At the same time the senate gave an earnest of their stern determination by passing a decree that the soldiers of Cannæ should be sent to serve in Sicily, without hope of honour and glory, till the end of the war. And the censors, in the course of this year, summoned before them Metellus and the others who had wished to desert the republic after the defeat of Cannæ, and deprived them of their civic rights.

Early in this campaign, Hannibal was enticed from Campania by a message sent from certain friends whom he had made within the walls of Tarentum, and left Hanno to cover Samnium and Campania. Hanno seems to have had hopes of surprising the Roman colony of Beneventum. But the proconsul Gracchus threw himself into the town; “And now,” he told his slave-soldiers, “now the time was come when they might win their liberty. Every one who brought in an enemy’s head should be made free.” In the battle which followed, victory was long undetermined; till Gracchus proclaimed that without victory none should be enfranchised, but if they conquered, none should remain a slave. Thus the desperate conflict was determined in favour of the Romans, and Hanno, after great loss, made good his retreat back into the Bruttian territory. Then Gracchus fulfilled the promise made to his volones, and celebrated their enfranchisement by a public festival, in which they all appeared wearing white caps in token of liberty. So pleased was their commander with the scene, that he had a picture painted to commemorate it on the walls of the temple of Liberty on the Aventine Hill.

Hannibal, therefore, had the mortification to hear of this reverse, without the satisfaction of succeeding in his own expedition. For M. Valerius Lævinus, the Roman prætor stationed at Brundusium, being informed of the plot to betray Tarentum, threw a strong garrison into the place under the command of M. Livius, and the conspirators could not fulfil their promises.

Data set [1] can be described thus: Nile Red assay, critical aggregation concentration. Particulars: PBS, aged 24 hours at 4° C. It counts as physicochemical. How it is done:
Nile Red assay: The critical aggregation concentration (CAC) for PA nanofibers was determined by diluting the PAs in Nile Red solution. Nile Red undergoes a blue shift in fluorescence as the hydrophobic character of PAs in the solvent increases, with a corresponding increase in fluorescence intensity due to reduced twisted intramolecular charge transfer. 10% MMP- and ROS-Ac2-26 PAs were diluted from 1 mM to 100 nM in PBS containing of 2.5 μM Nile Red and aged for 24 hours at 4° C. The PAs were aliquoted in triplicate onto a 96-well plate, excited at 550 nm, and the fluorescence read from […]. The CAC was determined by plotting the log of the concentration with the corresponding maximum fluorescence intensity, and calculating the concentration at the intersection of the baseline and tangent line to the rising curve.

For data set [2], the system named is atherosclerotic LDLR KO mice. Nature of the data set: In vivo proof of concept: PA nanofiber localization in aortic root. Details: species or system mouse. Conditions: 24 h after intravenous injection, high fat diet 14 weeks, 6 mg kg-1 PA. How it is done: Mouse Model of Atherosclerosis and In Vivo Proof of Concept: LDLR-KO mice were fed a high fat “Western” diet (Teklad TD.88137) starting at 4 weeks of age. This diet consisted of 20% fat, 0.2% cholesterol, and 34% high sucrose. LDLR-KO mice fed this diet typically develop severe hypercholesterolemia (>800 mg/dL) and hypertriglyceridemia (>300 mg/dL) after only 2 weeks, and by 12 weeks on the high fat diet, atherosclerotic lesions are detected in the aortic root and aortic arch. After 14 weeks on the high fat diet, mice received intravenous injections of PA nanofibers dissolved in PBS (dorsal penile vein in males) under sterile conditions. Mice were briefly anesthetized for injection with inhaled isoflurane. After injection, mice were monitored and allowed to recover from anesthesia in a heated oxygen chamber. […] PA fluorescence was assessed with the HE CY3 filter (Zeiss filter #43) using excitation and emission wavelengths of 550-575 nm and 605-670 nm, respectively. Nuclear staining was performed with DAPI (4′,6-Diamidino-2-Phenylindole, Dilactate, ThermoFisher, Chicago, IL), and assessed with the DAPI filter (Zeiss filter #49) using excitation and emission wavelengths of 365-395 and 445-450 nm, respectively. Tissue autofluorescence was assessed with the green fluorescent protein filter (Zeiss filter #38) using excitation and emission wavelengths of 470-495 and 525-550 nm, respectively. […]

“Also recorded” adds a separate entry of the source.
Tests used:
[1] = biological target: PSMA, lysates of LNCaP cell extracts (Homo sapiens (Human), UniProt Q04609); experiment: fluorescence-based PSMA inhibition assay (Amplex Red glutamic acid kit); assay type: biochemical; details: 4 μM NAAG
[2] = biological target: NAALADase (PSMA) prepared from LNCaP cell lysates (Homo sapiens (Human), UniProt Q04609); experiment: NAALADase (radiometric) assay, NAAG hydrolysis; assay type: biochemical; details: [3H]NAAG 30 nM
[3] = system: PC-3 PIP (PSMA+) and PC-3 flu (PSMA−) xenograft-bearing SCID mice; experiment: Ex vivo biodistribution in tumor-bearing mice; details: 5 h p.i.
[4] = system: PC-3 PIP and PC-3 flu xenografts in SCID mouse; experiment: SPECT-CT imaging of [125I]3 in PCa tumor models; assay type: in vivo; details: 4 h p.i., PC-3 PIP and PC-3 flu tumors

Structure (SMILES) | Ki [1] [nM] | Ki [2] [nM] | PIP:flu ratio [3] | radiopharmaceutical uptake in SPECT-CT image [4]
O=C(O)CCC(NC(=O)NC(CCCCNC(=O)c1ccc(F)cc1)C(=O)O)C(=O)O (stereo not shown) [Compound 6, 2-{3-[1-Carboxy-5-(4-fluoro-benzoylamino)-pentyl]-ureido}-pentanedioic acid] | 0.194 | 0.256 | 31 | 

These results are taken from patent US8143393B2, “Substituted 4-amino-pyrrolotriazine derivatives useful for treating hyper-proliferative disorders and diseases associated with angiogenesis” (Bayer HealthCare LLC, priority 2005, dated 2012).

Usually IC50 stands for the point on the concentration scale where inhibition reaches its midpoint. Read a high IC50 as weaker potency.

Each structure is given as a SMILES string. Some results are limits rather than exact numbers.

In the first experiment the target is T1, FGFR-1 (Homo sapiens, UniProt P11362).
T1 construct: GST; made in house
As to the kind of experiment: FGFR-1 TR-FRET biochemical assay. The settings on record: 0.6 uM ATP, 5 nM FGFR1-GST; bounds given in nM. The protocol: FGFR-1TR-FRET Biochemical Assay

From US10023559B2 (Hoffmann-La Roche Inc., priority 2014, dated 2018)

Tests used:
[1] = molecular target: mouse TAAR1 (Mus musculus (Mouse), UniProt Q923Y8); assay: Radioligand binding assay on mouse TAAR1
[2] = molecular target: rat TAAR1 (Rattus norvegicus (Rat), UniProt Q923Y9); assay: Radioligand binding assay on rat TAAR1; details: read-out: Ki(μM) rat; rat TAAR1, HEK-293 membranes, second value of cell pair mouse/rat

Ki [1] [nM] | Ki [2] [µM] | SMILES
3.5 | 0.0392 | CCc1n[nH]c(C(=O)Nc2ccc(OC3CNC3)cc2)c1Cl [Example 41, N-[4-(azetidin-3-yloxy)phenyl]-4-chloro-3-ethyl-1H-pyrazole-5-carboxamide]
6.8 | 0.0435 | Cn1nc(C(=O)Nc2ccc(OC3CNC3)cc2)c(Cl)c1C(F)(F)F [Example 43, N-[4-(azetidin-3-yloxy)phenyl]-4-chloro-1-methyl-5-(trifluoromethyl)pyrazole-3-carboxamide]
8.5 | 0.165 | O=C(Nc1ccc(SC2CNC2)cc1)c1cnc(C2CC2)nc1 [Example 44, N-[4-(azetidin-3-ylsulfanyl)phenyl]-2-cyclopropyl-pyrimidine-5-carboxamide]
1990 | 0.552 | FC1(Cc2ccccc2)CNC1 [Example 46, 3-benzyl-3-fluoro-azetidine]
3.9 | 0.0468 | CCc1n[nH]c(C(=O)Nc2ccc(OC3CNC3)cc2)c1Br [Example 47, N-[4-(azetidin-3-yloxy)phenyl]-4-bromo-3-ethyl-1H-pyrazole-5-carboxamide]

The next year (213 B.C.) was still less fruitful in decisive events than the two foregoing. That is, it was favourable to the Romans; for to Hannibal’s cause inaction was fatal. And there are not wanting indications to show that the Italians who had joined him began even now to falter in their resolution, and to look with fearful eyes on the little progress he had made[263] since the battle of Cannæ, and on the tenacity with which the Romans kept hold of every city. Arpi in Apulia, Hannibal’s late winter quarters, was betrayed to Fabius the Younger, who was now consul, assisted by his father as legate. The three hundred Capuan knights, who were in the service of Rome at the time when their city threw itself into Hannibal’s arms, had shown their disapprobation of this step by enrolling themselves as citizens of Rome; and about this time one hundred and twelve more of the same order came in to the Roman camp at Suessula. But out of Italy, Hannibal’s skilful negotiations had raised up enemies to Rome wherever his envoys could find an opening—in Macedonia, in Sardinia, in Sicily.